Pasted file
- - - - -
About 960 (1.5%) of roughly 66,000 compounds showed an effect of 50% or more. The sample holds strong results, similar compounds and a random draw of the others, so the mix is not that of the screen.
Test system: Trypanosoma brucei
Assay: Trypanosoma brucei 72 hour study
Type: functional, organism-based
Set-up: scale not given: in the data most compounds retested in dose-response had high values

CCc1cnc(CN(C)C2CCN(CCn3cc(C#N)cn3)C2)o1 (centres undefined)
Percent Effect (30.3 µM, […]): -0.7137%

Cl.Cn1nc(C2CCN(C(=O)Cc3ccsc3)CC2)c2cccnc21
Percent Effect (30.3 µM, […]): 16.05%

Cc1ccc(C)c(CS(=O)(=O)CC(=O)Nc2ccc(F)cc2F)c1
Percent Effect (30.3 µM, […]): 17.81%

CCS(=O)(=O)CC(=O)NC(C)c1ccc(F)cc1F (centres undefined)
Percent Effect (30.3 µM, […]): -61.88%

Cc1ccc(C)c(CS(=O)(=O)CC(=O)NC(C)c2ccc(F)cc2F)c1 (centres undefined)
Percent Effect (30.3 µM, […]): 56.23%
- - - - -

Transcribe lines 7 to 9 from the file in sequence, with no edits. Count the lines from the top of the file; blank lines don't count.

Percent Effect (30.3 µM, […]): -0.7137%

Cl.Cn1nc(C2CCN(C(=O)Cc3ccsc3)CC2)c2cccnc21
Percent Effect (30.3 µM, […]): 16.05%